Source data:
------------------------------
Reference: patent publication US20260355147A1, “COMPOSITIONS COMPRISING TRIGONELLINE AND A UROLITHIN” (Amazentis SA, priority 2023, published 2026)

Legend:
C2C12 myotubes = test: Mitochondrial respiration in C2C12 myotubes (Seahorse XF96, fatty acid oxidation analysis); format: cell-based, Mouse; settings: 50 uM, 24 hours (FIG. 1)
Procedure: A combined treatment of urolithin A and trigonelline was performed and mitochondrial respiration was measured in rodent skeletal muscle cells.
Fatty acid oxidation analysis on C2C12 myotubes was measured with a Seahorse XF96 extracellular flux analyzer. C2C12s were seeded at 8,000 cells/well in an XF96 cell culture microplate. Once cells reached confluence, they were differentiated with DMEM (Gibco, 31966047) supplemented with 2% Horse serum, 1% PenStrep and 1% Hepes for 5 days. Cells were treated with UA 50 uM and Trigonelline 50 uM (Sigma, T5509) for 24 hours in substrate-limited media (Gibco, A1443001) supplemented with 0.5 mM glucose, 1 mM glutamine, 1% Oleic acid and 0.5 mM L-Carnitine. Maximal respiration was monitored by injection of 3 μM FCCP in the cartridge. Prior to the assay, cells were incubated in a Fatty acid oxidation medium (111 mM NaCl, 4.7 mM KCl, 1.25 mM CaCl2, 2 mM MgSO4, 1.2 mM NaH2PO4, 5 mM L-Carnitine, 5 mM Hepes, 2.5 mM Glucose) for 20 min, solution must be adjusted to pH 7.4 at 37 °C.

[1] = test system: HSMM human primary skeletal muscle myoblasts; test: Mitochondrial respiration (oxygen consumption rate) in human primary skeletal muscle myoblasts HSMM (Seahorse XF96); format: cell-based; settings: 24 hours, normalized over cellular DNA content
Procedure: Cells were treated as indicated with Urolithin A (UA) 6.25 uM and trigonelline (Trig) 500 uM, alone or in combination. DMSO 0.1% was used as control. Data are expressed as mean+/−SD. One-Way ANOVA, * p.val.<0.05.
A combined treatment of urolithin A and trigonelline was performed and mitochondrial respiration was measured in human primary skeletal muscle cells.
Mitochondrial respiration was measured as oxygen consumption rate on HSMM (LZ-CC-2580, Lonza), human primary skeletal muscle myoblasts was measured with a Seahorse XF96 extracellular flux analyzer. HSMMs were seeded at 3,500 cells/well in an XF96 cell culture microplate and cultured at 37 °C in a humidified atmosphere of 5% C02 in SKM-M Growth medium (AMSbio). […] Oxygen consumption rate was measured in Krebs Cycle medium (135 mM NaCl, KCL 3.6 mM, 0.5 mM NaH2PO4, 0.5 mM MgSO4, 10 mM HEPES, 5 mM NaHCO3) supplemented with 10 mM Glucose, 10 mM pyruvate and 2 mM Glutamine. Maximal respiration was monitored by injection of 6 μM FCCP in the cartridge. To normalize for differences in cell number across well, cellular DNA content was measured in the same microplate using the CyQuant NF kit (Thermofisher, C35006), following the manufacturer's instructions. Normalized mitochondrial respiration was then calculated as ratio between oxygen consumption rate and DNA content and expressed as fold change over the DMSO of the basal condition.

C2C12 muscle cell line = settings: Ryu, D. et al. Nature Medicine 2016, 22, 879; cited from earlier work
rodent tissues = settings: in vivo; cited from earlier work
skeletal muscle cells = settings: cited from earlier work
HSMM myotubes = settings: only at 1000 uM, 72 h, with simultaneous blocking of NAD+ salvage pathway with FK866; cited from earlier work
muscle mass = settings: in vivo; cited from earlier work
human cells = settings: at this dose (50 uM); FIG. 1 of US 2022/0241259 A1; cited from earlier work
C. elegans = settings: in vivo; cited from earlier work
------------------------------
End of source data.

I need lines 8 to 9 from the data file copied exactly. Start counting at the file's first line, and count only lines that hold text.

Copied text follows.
A combined treatment of urolithin A and trigonelline was performed and mitochondrial respiration was measured in human primary skeletal muscle cells.
Mitochondrial respiration was measured as oxygen consumption rate on HSMM (LZ-CC-2580, Lonza), human primary skeletal muscle myoblasts was measured with a Seahorse XF96 extracellular flux analyzer. HSMMs were seeded at 3,500 cells/well in an XF96 cell culture microplate and cultured at 37 °C in a humidified atmosphere of 5% C02 in SKM-M Growth medium (AMSbio). […] Oxygen consumption rate was measured in Krebs Cycle medium (135 mM NaCl, KCL 3.6 mM, 0.5 mM NaH2PO4, 0.5 mM MgSO4, 10 mM HEPES, 5 mM NaHCO3) supplemented with 10 mM Glucose, 10 mM pyruvate and 2 mM Glutamine. Maximal respiration was monitored by injection of 6 μM FCCP in the cartridge. To normalize for differences in cell number across well, cellular DNA content was measured in the same microplate using the CyQuant NF kit (Thermofisher, C35006), following the manufacturer's instructions. Normalized mitochondrial respiration was then calculated as ratio between oxygen consumption rate and DNA content and expressed as fold change over the DMSO of the basal condition.